Taiwan Journal 2
Arrival
I just want to make it clear that when I arrived in Taipei, I did so with absolutely no preparedness at all. I did not know where to stay, and I did not have any clear idea of how to get work teaching English in Taiwan. All I knew was that my teacher in Greece said that youth hostels were good places to stay and also find work.

As you can imagine, I was pretty nervous getting off the plane. I did manage, however to find my way to the counter listing accommodations in Taipei. Standing at the counter were two young American women, a blonde and a brunette. I introduced myself, and learned that the blond was Denise, and the brunette Keri. They had recently graduated from college, and had come here together for the same reason as I - to teach English for a while. They too had no concrete idea of what to do, but were looking for a youth hostel as a place to start.

What a relief! They had heard the same things about teaching English as I had. Suddenly, the whole affair seemed much more plausible. We decided to hook up in our adventures. At worst, if we had been misled about opportunities in Taiwan, we would at least have each other.

At the hotel counter was a booklet that listed all of the hostels in Taipei. For each hostel, there was a set of photographs showing the interior of the place. We chose a hostel called Rockís. Like all of the hostels, there were no private rooms - rather a set of bunks in each one. Rockís though, had a sizeable lounge, featuring a pool table, which seemed amazing to us.

Now that we knew where we were going, all we had to do was get there. Luckily, our problem was already solved for us. It seems that Denise had caught the eye of an army colonel while they were waiting. He offered all three of us a ride to the hostel from he airport. I was a little anxious, not knowing the local customs at all, but it seemed unlikely that he was going to try anything on the three of us. We accepted, and sure enough, he drove us to the hostel. During the whole time, he made conversation with his passable English and tried to hit on Denise. A little creepy, yes, but certainly cheaper than a taxi.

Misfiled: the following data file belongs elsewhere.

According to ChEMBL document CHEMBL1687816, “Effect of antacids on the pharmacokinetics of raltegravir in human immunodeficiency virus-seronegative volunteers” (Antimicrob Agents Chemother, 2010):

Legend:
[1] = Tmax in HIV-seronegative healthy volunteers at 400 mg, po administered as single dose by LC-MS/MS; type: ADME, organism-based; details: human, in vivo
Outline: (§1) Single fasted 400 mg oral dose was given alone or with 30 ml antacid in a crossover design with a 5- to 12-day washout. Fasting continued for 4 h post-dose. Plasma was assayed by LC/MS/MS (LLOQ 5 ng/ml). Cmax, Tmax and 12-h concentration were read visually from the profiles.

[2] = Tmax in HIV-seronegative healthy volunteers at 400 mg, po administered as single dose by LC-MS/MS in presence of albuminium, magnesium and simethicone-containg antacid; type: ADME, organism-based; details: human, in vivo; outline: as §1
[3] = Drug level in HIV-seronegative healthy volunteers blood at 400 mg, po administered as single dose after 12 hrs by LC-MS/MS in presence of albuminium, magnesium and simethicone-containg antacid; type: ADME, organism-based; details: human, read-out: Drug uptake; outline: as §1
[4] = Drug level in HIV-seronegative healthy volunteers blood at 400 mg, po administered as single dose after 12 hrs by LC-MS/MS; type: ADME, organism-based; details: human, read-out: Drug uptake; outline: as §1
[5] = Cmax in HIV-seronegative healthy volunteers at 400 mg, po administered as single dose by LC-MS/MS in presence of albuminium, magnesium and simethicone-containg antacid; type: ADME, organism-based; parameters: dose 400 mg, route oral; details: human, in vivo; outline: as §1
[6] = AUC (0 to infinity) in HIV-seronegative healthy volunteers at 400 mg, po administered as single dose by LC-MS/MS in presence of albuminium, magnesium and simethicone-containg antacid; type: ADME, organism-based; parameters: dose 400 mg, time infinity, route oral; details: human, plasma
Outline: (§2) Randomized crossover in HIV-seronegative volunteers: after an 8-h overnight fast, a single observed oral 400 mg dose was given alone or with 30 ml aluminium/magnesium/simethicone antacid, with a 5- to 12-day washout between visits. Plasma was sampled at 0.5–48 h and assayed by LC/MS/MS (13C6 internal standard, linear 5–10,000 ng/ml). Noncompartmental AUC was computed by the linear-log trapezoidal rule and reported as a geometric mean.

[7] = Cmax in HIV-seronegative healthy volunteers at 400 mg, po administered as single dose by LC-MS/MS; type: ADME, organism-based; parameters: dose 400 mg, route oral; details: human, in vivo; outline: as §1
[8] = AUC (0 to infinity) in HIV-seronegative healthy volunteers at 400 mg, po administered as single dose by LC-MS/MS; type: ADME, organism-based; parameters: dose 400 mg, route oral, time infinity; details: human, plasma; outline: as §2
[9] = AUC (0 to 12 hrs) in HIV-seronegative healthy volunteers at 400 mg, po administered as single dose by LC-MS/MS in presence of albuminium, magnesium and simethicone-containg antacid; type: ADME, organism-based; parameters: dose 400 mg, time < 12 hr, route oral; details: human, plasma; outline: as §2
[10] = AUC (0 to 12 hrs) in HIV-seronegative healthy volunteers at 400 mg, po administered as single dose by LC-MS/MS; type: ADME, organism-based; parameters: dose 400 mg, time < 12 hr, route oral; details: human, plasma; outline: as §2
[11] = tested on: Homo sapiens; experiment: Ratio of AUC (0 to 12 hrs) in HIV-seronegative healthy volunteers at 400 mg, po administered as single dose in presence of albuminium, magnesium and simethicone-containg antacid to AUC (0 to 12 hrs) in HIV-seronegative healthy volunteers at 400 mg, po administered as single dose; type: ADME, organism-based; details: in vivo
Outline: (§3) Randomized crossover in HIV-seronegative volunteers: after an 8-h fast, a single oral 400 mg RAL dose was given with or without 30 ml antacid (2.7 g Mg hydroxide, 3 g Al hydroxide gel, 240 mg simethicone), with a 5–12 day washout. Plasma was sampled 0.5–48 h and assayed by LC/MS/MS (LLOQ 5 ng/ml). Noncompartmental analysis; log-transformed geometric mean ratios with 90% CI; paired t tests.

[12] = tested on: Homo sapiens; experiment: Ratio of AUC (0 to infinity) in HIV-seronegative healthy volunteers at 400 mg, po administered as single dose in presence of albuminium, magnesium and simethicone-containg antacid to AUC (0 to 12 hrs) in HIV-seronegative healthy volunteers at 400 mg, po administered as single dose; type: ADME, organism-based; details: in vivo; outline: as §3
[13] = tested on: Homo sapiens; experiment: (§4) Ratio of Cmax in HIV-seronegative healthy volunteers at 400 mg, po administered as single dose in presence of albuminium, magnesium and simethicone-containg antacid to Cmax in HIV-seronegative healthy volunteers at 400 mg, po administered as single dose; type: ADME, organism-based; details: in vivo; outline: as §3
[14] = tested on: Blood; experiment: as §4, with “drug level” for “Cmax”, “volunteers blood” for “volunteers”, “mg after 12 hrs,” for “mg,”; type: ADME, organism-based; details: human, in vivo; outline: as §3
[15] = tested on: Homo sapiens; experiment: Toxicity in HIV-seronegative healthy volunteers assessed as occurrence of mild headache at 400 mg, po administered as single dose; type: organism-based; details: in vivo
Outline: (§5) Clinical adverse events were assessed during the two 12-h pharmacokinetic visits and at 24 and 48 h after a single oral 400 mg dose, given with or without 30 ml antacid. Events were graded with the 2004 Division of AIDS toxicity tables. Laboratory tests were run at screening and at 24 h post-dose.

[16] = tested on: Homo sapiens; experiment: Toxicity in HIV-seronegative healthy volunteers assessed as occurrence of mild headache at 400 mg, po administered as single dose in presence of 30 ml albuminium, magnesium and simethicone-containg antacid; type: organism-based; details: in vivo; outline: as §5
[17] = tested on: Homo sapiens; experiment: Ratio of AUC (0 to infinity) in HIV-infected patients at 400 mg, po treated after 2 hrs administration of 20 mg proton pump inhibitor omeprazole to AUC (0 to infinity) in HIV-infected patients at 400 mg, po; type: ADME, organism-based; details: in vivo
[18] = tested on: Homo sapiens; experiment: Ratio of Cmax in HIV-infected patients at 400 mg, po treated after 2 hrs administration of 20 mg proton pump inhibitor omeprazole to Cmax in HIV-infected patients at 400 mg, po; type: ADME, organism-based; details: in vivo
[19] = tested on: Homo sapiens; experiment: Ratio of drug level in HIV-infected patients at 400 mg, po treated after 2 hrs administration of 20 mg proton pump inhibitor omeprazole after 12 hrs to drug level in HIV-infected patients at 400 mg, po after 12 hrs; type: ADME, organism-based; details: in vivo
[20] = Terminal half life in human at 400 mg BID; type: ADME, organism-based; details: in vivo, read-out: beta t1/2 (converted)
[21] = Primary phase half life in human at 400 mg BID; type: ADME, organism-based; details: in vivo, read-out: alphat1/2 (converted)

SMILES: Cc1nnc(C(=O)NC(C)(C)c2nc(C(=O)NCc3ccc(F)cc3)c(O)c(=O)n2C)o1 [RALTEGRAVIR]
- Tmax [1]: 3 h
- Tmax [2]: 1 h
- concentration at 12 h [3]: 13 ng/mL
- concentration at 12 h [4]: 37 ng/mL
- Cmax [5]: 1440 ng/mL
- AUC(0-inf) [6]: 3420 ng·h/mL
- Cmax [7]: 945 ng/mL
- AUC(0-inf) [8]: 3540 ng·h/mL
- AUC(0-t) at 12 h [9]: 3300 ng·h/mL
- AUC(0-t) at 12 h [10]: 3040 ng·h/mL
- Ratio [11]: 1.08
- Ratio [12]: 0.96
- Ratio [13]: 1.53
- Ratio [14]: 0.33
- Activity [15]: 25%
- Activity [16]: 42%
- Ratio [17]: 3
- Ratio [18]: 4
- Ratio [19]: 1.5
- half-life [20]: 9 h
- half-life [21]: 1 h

We drove into Taipei at night, and I wasnít able to get much of an impression of it. I could tell that it was certainly a big city, and it was quite modern. Neon was everywhere, and large buildings loomed overhead. The downpour of rain made the whole scene quite mysterious.

The ride was thankfully uneventful, and the colonel dropped us off at Rockís Hostel, where we learned a lesson about the deceptions of advertising. It seems that the pool table had been removed, and the room in which it stood converted to beds to hold more inhabitants. The only social space was a small foyer in front. Rooms consisted of bunk-beds crammed together in rooms separated only by sex. Looking back, the living conditions were pretty bad, but I learned to adjust. One thing I learned quickly was to defend food against the roaches. I bought a loaf of bread, had a few slices, and then sealed it up as tightly as I could by tying the wrapping into a knot. Well, a knot wasnít good enough. By the next morning, the bread was full of tiny roaches that somehow found their way inside. Food had to either remain unopened or in the refrigerator, where the roaches didnít seem to venture. Needless to say, most of us ate out a lot.

The price at Rockís place couldnít be argued with, however. I remember it being about $20 dollars a week. There was even a discount for members of the International Youth Hostel agency. I wasnít, but I tried to bluff my way using an ID card that I had gotten in Israel. I figured that none of the Taiwanese there were going to be able to read Hebrew to find out that I was really showing them a swim pass. Well, it seems that the IYH folks had thought of that problem already. Every legitimate card had a symbol on it, and all one had to do was look at that symbol. Needless to say, I failed pretty badly in my attempt to con the hostel people.

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